02 September 2020

Post No. 2: Tele-health

The Covid-19 pandemic led to the dismantling of regulatory, psychological and organizational barriers, and brought about an exponential increase in the use of tele-health. 
For example, the number of meetings at HMOs conducted via digital means increased significantly. Many health care providers who thought they were unable to utilize tele-health, like psychologists and physiotherapists, began treating patients by digital means. Hospitals began monitoring patients' conditions from afar with mobile medical devices in order to minimize the medical team's exposure. Although a digital encounter is not devoid of limitations, and is not appropriate to all situations, medical staff and patients have both begun to get used to virtual treatment, and at times, even prefer it to physical encounters.

We do not know yet how tele-medicine will look in the future.  Will physicians and patients “meet” through video talks or a virtual reality; will patients participate in examining themselves; will physicians conduct remote examinations by utilizing smart medical devices? Will physicians be solely responsible for medical documentation, or will they receive a patient’s data from personal apps or social media; who will initiate medical encounters – the patient or an artificial intelligence software that identifies early symptoms of illness? These are unanswered questions. It does seem that tele-health will continue to have a significant place in medical treatment in the future.

If you wish to develop a product or service for tele-health, or develop a tele-health medical device or application, it is important to know and consider the legal regulations and implications. It is imperative to plan products and services while considering the legal issues upfront, and not as an afterthought, and of course draft commercial contracts accordingly.

What Should You Consider Legally when Planning a Telehealth Product or Service?

It is important to bear in mind the specific market you are aiming to reach. Various countries have their own regulations. In the U.S., for example, besides Federal law, each state has its particular set of laws; in Europe, alongside EU regulations, each country might have its own national regulations regarding the issues at hand. The following survey refers to Israel, unless otherwise stated.

Certification and insurance – one must verify that the medical staff has the required license in the country of service and that professional insurance covers tele-medical service.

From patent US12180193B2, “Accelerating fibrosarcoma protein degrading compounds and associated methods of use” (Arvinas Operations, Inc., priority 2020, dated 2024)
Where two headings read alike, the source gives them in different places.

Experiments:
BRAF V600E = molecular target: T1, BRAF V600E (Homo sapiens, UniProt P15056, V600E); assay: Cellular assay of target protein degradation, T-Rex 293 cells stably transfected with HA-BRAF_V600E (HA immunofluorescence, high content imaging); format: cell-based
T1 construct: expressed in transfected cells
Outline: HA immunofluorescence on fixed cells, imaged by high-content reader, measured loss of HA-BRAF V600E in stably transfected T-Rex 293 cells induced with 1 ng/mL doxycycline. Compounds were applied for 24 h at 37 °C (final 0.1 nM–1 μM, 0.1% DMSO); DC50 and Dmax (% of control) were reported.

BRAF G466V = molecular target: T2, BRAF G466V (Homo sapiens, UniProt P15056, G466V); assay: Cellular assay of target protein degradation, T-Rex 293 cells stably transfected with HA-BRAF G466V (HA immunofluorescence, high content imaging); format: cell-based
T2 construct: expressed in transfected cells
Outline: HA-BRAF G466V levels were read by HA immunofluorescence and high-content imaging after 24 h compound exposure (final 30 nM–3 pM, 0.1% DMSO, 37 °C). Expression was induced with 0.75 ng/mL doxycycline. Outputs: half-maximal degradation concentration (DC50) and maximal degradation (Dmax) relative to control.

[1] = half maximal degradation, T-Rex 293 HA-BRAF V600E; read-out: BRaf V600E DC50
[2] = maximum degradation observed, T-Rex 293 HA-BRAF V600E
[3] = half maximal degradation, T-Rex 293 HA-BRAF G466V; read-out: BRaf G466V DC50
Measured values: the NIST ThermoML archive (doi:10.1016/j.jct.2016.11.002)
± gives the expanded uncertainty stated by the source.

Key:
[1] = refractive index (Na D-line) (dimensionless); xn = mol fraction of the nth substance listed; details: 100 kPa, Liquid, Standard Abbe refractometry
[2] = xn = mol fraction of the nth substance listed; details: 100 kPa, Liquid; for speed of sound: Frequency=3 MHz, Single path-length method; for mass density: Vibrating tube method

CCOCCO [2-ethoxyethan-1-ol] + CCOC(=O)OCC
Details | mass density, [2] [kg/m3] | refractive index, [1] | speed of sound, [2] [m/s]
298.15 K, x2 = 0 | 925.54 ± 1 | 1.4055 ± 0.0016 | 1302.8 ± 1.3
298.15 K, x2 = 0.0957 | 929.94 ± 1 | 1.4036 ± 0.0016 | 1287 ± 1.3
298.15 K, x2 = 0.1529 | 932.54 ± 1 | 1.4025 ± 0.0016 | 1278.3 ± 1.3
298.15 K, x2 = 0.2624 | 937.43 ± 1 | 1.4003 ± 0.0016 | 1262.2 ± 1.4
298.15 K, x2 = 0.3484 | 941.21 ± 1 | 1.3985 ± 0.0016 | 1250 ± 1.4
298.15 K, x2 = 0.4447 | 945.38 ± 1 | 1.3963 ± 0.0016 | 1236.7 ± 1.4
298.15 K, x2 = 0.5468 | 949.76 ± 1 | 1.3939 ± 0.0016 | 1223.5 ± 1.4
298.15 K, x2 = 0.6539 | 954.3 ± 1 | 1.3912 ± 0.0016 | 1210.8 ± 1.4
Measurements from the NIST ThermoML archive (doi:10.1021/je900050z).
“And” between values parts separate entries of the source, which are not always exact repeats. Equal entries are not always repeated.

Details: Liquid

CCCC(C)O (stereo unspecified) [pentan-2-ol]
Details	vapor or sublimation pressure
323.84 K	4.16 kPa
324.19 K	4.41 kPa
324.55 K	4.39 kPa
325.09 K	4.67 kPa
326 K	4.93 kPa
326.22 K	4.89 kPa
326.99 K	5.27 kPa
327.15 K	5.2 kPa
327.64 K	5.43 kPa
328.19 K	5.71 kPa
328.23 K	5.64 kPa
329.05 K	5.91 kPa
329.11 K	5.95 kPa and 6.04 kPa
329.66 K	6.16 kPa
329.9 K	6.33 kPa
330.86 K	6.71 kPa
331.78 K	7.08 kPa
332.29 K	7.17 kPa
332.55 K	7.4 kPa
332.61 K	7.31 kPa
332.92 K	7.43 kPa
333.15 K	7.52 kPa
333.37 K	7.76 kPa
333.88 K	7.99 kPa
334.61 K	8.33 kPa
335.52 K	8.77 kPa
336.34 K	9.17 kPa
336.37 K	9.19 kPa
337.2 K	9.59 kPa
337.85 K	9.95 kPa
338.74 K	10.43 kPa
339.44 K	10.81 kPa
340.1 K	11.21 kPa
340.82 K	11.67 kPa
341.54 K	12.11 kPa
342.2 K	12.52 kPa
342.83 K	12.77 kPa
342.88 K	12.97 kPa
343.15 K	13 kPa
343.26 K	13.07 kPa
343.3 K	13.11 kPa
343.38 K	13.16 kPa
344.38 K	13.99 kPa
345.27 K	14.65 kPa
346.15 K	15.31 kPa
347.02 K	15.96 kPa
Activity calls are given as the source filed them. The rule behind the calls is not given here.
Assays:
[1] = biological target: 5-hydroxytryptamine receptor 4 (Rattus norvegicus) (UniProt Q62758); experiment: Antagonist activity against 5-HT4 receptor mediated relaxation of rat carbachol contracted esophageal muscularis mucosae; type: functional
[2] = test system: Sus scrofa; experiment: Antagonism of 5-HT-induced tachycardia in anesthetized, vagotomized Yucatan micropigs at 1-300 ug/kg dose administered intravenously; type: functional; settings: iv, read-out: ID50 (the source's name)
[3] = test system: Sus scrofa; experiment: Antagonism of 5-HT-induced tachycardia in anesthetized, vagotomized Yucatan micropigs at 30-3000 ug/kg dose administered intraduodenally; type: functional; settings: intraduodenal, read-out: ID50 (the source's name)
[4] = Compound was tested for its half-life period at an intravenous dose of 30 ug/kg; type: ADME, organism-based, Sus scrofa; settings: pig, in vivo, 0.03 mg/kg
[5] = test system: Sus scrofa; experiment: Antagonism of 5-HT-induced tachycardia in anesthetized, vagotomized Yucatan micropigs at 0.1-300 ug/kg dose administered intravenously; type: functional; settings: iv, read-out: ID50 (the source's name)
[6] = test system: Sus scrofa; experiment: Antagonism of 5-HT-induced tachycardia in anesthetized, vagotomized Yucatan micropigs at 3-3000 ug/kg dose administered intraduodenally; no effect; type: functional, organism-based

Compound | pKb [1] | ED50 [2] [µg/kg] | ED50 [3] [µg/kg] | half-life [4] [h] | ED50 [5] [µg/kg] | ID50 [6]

Use of medical devices – medical devices must be registered and approved by the regulator (to be elaborated on in a future post).

Permits for tele-health, and particularly, in a medical facility – one must familiarize oneself with the Israel Ministry of Health's Director General's Directive on tele-medicine, or instructions of equivalent regulatory bodies abroad, especially concerning required permits for tele-medicine practice in a medical institution.

Data and Privacy Protection

The information on digital encounter between physician and patient is, of course, confidential, according to the Patient’s Rights Act.

Regulations for privacy protection are determined in accordance with the national legislation of the home state, where the company operates, and/or the country of the patient whose data are involved.  As a rule, privacy policy should be determined to clarify the purpose of data collection regarding the patient, the method or system of data storage, the method and procedure of data transfer to a third party in Israel or abroad, including via cloud. If information is used for purposes beyond the service provided, this should be explained to the user, and the user’s consent must be obtained. Data storage and security must comply with the local regulations pertaining to information storage.

In Israel, policy regarding the protection of information must be determined in conformity with the Privacy Protection Law, Privacy Protection regulations, and the Director General's Directive on tele-medicine. (Other relevant regulations can include, for example, HIPAA in the U.S., in relevant cases, and GDPR in Europe.) 

Regulation of Medical Practice

In addition, regulation of medical practice, and in Israel, the Patient’s Rights Act, impact on consultations held in digital meetings between physicians and patients. This includes the duty to document those meetings and the right of medical confidentiality. Moreover, mechanisms must be put in place to positively establish the identity of a patient and to obtain a patient's informed consent to the tele-health service, that also verifies that the patient understands and agrees to accept its limitations. Other mechanisms need to deal with the issuance of digital prescriptions, track referrals and more.  

On further legal requirements for tele-health products that include medical applications or artificial intelligence, please see forthcoming posts.

This post is intended to present general information only. It should not be construed as legal advice or legal opinion and should not be relied upon. 

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